So, in short, while as authors we should not allow ourselves to become fixated on the “glories” of war, neither should we simply reduce it to its horrors.  If we want to write the best, most accurate depiction of war that we can, we must look at it in all its diversity, and then pass that diversity and complexity on to our readers.

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Next Week–Is there such a thing as the “laws” of war?

On War in Fiction: War is a Necessity

I would guess that most of us who decide to take up our metaphorical pens these days to write fiction have probably never been in an actual war.  (That includes me, of course.)  It is interesting then that war and conflict are featured so prominently in so much fantasy and science fiction.  Don’t get me wrong; I think that’s a good thing.  I would much rather we have to stretch to understand that subject than that we know it too well, but it does present a problem:  How do we write believable stories that involve war when we really know so little about it?  The answer is (and hopefully will remain) that we must learn by proxy, from the experience of others.

In this series of posts, I’ll be exploring some themes gleaned from military history to illuminate points that I think many people misunderstand and thereby dispel the corresponding misconceptions about war.  I hope you find them useful!

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Is life so dear, or peace so sweet, as to be purchased at the price of chains and slavery? Forbid it, Almighty God! I know not what course others may take, but as for me, give me liberty or give me death!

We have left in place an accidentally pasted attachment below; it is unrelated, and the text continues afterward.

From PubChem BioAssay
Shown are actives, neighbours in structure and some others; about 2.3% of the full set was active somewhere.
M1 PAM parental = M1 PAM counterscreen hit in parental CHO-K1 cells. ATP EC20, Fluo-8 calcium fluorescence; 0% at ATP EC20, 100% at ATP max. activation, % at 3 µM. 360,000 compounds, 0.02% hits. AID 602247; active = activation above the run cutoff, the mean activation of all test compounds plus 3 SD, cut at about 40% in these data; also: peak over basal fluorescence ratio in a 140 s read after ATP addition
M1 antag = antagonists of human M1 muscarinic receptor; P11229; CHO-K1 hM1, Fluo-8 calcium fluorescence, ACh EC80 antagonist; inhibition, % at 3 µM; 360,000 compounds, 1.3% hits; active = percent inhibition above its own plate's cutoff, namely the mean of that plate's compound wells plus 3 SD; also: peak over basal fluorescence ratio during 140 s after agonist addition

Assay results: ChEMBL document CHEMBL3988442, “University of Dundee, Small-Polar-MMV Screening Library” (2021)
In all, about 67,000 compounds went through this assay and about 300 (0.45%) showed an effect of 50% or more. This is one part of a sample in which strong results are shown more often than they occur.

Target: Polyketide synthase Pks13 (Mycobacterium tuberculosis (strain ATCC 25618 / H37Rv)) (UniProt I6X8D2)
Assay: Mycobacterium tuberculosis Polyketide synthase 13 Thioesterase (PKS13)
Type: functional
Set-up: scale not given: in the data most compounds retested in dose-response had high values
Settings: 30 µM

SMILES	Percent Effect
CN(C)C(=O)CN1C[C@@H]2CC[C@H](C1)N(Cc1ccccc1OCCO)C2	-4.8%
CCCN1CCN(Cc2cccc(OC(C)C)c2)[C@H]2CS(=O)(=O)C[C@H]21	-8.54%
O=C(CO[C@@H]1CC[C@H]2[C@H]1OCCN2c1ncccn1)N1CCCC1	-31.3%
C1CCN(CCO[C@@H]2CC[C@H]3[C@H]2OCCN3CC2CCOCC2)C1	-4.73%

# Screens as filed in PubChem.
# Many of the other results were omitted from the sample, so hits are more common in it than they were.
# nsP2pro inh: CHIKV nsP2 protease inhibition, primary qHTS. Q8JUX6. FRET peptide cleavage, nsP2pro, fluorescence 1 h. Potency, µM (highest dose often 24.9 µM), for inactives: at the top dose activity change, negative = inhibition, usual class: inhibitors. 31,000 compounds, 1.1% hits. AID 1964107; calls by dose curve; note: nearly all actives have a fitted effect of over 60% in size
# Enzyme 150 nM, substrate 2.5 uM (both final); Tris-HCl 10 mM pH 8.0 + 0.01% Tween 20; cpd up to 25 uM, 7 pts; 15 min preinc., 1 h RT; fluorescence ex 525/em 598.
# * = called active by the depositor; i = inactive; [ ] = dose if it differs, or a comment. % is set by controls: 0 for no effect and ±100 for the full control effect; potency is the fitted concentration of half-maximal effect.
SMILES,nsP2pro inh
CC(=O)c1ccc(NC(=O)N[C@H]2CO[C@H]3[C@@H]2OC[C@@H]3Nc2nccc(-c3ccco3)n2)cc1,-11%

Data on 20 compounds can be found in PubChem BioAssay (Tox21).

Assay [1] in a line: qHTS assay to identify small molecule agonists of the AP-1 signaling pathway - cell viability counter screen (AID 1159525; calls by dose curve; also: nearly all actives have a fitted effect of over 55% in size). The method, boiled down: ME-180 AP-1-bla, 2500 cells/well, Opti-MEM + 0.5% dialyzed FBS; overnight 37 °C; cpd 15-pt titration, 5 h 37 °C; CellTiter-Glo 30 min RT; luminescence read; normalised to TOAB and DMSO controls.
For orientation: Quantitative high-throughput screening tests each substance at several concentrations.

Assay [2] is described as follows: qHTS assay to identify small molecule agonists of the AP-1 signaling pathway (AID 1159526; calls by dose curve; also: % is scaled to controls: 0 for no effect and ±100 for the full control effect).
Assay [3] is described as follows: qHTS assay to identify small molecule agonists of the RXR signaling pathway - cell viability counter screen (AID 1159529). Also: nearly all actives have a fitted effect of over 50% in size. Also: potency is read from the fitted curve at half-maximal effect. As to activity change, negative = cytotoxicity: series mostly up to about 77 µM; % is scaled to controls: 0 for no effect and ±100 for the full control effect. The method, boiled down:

–Patrick Henry

Patrick Henry

For many years now humanity has suffered from the gratifying delusion that one day, of our own accord, humans will end all war.  That is a wonderful goal to be sure…but, if history and human nature are any indication, it is complete moonshine.  History teaches us to abhor war, to put it off, to try to avoid it if at all possible.  But history also demonstrates that, at some point war is an inevitability because of human nature.  Nations will take the opportunity to enslave or otherwise exploit each other, just like individuals do.  Worse, each nation can take it in turns, since leadership comes and goes in each and every one of them.  If nations that still value freedom don’t stand up the oppressor–most likely through war–the alternatives can be far worse.  We can just think what life in Europe under the Nazi’s would have been like, if we need an example.  If you want your fictional worlds to be based on any sense of reality (granted, you may not), then the sooner you realize this the better.  All cultures, no matter how peace-loving, must also prepare for war.

The fantasy that says that war is simply a temporary condition that will one day be overcome is, in its more recent incarnations, a result of scientific idealism.  By refusing to acknowledge the reality of the Fall of humanity and the resulting sin nature, people inevitably ask, “Since we’re all basically good, why can’t we just get along?”  “IMAGINE!”  If you really don’t have a firm grasp of what humanity is, then you can easily believe that this dream can be realized.